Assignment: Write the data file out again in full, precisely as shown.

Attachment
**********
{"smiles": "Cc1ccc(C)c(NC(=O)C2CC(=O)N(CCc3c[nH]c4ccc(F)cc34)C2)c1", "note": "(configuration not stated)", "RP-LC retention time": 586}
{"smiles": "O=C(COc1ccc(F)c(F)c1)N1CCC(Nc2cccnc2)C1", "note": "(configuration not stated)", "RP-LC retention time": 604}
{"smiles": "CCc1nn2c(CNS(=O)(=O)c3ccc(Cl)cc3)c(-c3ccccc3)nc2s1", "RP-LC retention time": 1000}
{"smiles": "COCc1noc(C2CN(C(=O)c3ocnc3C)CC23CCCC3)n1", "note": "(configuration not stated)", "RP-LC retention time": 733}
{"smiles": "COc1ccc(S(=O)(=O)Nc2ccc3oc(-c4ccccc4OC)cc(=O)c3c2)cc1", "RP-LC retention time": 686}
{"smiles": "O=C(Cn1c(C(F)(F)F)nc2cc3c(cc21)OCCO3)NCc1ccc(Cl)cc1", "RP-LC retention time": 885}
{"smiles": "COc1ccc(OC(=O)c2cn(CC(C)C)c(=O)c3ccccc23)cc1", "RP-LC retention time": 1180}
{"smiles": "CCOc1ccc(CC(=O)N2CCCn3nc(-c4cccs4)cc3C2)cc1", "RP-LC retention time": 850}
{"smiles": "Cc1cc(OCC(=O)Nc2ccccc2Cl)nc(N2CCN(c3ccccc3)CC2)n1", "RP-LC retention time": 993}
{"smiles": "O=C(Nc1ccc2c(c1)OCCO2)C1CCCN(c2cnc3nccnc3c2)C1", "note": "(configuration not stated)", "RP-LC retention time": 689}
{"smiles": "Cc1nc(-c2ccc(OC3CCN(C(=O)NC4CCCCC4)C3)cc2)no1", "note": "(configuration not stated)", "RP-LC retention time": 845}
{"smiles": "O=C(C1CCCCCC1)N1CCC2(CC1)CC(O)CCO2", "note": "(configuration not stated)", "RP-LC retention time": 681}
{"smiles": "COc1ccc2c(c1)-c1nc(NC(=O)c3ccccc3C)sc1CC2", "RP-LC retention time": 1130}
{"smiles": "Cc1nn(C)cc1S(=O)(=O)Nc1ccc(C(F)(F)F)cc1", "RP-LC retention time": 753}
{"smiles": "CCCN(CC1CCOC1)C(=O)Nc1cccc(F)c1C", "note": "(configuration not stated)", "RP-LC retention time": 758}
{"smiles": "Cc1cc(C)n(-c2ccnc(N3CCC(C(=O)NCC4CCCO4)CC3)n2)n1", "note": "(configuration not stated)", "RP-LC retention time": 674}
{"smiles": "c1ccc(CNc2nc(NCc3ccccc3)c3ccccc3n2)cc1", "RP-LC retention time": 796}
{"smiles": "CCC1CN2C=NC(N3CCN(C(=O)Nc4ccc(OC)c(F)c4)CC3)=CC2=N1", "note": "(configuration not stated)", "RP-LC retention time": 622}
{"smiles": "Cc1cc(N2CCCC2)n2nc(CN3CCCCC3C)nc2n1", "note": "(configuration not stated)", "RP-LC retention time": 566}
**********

{"smiles": "Cc1ccc(C)c(NC(=O)C2CC(=O)N(CCc3c[nH]c4ccc(F)cc34)C2)c1", "note": "(configuration not stated)", "RP-LC retention time": 586}
{"smiles": "O=C(COc1ccc(F)c(F)c1)N1CCC(Nc2cccnc2)C1", "note": "(configuration not stated)", "RP-LC retention time": 604}
{"smiles": "CCc1nn2c(CNS(=O)(=O)c3ccc(Cl)cc3)c(-c3ccccc3)nc2s1", "RP-LC retention time": 1000}
{"smiles": "COCc1noc(C2CN(C(=O)c3ocnc3C)CC23CCCC3)n1", "note": "(configuration not stated)", "RP-LC retention time": 733}
{"smiles": "COc1ccc(S(=O)(=O)Nc2ccc3oc(-c4ccccc4OC)cc(=O)c3c2)cc1", "RP-LC retention time": 686}
{"smiles": "O=C(Cn1c(C(F)(F)F)nc2cc3c(cc21)OCCO3)NCc1ccc(Cl)cc1", "RP-LC retention time": 885}
{"smiles": "COc1ccc(OC(=O)c2cn(CC(C)C)c(=O)c3ccccc23)cc1", "RP-LC retention time": 1180}
{"smiles": "CCOc1ccc(CC(=O)N2CCCn3nc(-c4cccs4)cc3C2)cc1", "RP-LC retention time": 850}
{"smiles": "Cc1cc(OCC(=O)Nc2ccccc2Cl)nc(N2CCN(c3ccccc3)CC2)n1", "RP-LC retention time": 993}
{"smiles": "O=C(Nc1ccc2c(c1)OCCO2)C1CCCN(c2cnc3nccnc3c2)C1", "note": "(configuration not stated)", "RP-LC retention time": 689}
{"smiles": "Cc1nc(-c2ccc(OC3CCN(C(=O)NC4CCCCC4)C3)cc2)no1", "note": "(configuration not stated)", "RP-LC retention time": 845}
{"smiles": "O=C(C1CCCCCC1)N1CCC2(CC1)CC(O)CCO2", "note": "(configuration not stated)", "RP-LC retention time": 681}
{"smiles": "COc1ccc2c(c1)-c1nc(NC(=O)c3ccccc3C)sc1CC2", "RP-LC retention time": 1130}
{"smiles": "Cc1nn(C)cc1S(=O)(=O)Nc1ccc(C(F)(F)F)cc1", "RP-LC retention time": 753}
{"smiles": "CCCN(CC1CCOC1)C(=O)Nc1cccc(F)c1C", "note": "(configuration not stated)", "RP-LC retention time": 758}
{"smiles": "Cc1cc(C)n(-c2ccnc(N3CCC(C(=O)NCC4CCCO4)CC3)n2)n1", "note": "(configuration not stated)", "RP-LC retention time": 674}
{"smiles": "c1ccc(CNc2nc(NCc3ccccc3)c3ccccc3n2)cc1", "RP-LC retention time": 796}
{"smiles": "CCC1CN2C=NC(N3CCN(C(=O)Nc4ccc(OC)c(F)c4)CC3)=CC2=N1", "note": "(configuration not stated)", "RP-LC retention time": 622}
{"smiles": "Cc1cc(N2CCCC2)n2nc(CN3CCCCC3C)nc2n1", "note": "(configuration not stated)", "RP-LC retention time": 566}